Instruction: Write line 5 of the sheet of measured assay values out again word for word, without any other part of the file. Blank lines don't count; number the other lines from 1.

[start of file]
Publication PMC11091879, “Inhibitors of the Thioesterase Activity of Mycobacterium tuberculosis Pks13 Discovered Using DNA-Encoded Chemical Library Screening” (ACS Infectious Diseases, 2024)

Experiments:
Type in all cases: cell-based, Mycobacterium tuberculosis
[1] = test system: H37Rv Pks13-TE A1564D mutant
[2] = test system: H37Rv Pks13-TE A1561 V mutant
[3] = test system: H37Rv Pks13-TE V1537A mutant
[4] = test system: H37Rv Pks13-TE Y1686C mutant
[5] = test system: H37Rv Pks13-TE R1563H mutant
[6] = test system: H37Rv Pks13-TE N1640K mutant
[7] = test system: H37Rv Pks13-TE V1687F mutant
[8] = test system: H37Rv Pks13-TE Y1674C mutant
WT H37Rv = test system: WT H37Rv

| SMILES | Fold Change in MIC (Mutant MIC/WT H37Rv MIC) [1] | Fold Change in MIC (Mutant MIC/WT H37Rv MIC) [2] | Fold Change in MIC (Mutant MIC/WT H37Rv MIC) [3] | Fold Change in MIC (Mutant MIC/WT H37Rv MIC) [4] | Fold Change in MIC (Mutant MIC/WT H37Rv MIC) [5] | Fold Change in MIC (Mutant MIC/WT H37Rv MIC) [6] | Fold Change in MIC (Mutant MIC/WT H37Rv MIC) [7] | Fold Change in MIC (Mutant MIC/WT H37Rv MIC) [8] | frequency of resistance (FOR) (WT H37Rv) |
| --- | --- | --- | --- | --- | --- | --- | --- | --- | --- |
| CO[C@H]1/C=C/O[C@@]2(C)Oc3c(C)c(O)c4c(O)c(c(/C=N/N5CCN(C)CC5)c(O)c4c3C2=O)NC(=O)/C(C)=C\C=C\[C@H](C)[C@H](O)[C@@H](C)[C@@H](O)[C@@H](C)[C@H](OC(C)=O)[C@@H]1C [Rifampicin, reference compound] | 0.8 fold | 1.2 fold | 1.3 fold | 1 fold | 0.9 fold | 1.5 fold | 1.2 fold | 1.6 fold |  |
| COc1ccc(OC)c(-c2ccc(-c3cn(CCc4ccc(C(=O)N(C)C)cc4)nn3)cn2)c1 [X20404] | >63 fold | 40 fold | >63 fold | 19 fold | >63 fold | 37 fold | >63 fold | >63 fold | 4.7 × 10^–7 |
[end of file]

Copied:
[2] = test system: H37Rv Pks13-TE A1561 V mutant